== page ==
JOHANNESBURG (miningweekly.com) – South Africa's Industrial Development Corporation (IDC) said on Tuesday that it remained fully committed to exploring all its options to protect the future of Kalagadi Manganese, which has opposed business rescue proceedings.
IDC said it was important to note that Friday’s court decision on IDC’s business rescue application was based on the question of urgency.
It stated that the merits of its application to place Kalagadi in business rescue had yet to be considered by the court, and it remained confident that a process would be put in place that protected the value of the mine and ensured its future.
“Our application asserts that Kalagadi is unable to service its debt, namely R3-billion to IDC and R2.9-billion to the African Development Bank. Whether the company has funding to cover running costs is not sufficient, as we argued in our business rescue application,” IDC divisional executive strategy and corporate affairs David Jarvis said in a release to Mining Weekly.
The mine had defaulted on its loans as well as guarantee instruments and was therefore placing the business – including its employees – in jeopardy.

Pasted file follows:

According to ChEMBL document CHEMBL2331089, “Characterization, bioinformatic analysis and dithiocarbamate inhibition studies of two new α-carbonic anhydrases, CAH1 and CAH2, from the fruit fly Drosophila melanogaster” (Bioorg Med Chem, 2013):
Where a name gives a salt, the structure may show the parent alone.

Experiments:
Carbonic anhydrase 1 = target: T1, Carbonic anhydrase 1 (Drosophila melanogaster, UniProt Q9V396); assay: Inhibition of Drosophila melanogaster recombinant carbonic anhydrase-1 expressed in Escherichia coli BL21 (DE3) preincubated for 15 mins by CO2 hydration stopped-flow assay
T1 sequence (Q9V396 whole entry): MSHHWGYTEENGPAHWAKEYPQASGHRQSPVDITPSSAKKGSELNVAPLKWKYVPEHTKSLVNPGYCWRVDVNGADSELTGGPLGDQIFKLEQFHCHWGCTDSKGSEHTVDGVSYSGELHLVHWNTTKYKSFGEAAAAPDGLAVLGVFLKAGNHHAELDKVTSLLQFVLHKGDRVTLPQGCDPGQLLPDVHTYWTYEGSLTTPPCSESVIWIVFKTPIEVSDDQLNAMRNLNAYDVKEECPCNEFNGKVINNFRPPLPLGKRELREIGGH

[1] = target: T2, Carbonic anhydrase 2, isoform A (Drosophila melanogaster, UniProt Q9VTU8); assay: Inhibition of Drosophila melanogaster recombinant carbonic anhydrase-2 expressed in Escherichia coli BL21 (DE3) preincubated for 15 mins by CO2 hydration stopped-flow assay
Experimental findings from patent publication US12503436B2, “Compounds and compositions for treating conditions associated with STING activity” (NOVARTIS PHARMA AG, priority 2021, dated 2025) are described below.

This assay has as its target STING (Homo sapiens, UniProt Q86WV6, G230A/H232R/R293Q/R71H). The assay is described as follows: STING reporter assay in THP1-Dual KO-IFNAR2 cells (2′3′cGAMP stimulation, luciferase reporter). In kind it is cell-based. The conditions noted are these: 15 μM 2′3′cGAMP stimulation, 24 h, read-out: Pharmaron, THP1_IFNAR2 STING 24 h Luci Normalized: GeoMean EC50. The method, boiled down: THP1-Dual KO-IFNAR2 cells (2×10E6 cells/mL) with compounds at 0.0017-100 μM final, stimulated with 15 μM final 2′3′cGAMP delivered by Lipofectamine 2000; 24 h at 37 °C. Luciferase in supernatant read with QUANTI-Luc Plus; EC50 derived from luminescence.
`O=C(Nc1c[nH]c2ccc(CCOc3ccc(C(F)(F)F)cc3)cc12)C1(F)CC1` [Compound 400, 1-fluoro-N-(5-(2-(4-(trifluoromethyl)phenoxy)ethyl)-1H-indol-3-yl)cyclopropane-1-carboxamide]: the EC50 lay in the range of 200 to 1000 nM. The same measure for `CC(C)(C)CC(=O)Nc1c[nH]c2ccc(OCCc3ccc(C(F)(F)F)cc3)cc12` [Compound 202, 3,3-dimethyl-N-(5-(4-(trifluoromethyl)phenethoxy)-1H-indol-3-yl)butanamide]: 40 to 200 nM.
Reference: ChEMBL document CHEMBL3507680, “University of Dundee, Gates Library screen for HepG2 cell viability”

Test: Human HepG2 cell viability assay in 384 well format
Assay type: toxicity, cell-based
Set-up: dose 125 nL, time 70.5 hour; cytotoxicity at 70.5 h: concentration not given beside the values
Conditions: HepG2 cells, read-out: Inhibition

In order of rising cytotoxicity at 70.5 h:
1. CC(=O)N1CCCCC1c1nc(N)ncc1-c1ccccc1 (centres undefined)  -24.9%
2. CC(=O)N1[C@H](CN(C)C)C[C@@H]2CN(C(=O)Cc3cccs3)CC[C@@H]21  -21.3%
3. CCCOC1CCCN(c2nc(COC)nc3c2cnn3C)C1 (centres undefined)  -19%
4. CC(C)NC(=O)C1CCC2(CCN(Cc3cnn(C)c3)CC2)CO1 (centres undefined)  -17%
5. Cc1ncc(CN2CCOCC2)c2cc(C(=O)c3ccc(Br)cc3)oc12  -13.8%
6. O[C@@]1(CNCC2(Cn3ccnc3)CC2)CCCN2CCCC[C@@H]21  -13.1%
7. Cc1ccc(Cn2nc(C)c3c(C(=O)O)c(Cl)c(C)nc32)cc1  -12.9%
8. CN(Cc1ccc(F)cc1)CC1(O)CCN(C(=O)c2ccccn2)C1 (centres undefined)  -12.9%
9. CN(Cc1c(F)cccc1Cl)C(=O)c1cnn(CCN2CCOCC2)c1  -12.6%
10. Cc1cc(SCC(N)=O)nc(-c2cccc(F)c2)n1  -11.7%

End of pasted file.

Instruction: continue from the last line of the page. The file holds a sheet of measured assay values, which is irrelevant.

“We believe that a court will come to a similar conclusion,” Jarvis said.
As both shareholder and lender, IDC was obliged to respond, it stated in the release.
“We maintain that business rescue is the best option, and are seeking a court date for this matter to be ventilated. At the same time, we are reserving our options in terms of other avenues that may be available, as part of a determined effort to protect the future of the mine and the future of our investment,” he said.
As stated in the business rescue application, Kalagadi’s mineral base was a world-class asset and this entity had the potential to become a world-class mining operation.
Jarvis said that Kalagadi could be rescued and must be rescued – not only because of its economic significance, but also because of what it represented as a black economic empowerment initiative and because of its contribution to the regional economy of the Northern Cape.
“Business rescue can save the company from bankruptcy and thereby preserve the worth of what is potentially a valuable asset on a financially sustainable footing and save the company’s more than 1 153 jobs.
“We need to emphasise that our commitment and support to economic transformation is well documented. As a responsible lender whose mandate is to contribute to the economic and industrial development of the country, IDC subscribes strongly to dictates of corporate governance," Jarvis said.
He added that IDC had been a key driver of government’s broad-based black economic empowerment programme – which among others had led to the establishment of Kalahari Manganese.
He pointed out that IDC had made significant strides in driving transformation over the last five years, as evidenced by the fact that R42-billion out of R71-billion approved as funding in the previous five years had been to black-empowered and black-owned companies with the bulk of this, R26-billion, to black-owned companies that had black shareholdings of more than 50%.